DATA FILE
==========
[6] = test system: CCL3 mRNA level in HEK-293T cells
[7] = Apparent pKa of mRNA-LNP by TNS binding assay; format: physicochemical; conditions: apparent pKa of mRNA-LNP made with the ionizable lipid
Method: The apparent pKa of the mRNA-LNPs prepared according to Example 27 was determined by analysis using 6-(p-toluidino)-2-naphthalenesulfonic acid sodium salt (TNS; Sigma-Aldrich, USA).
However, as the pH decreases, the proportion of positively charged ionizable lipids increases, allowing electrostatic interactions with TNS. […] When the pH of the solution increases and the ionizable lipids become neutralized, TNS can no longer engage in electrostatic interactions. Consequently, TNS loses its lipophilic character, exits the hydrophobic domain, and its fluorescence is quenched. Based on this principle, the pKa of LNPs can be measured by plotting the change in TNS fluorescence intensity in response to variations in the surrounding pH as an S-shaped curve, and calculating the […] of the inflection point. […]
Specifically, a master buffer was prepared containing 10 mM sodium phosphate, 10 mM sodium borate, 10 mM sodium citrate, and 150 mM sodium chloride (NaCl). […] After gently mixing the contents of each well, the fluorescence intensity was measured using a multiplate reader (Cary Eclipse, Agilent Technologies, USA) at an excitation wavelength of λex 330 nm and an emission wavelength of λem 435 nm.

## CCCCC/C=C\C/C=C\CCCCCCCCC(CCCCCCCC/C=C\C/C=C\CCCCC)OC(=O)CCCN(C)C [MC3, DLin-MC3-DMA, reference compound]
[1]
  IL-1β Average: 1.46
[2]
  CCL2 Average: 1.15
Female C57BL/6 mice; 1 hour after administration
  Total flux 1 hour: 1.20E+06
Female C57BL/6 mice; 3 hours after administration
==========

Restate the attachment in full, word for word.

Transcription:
[6] = test system: CCL3 mRNA level in HEK-293T cells
[7] = Apparent pKa of mRNA-LNP by TNS binding assay; format: physicochemical; conditions: apparent pKa of mRNA-LNP made with the ionizable lipid
Method: The apparent pKa of the mRNA-LNPs prepared according to Example 27 was determined by analysis using 6-(p-toluidino)-2-naphthalenesulfonic acid sodium salt (TNS; Sigma-Aldrich, USA).
However, as the pH decreases, the proportion of positively charged ionizable lipids increases, allowing electrostatic interactions with TNS. […] When the pH of the solution increases and the ionizable lipids become neutralized, TNS can no longer engage in electrostatic interactions. Consequently, TNS loses its lipophilic character, exits the hydrophobic domain, and its fluorescence is quenched. Based on this principle, the pKa of LNPs can be measured by plotting the change in TNS fluorescence intensity in response to variations in the surrounding pH as an S-shaped curve, and calculating the […] of the inflection point. […]
Specifically, a master buffer was prepared containing 10 mM sodium phosphate, 10 mM sodium borate, 10 mM sodium citrate, and 150 mM sodium chloride (NaCl). […] After gently mixing the contents of each well, the fluorescence intensity was measured using a multiplate reader (Cary Eclipse, Agilent Technologies, USA) at an excitation wavelength of λex 330 nm and an emission wavelength of λem 435 nm.

## CCCCC/C=C\C/C=C\CCCCCCCCC(CCCCCCCC/C=C\C/C=C\CCCCC)OC(=O)CCCN(C)C [MC3, DLin-MC3-DMA, reference compound]
[1]
  IL-1β Average: 1.46
[2]
  CCL2 Average: 1.15
Female C57BL/6 mice; 1 hour after administration
  Total flux 1 hour: 1.20E+06
Female C57BL/6 mice; 3 hours after administration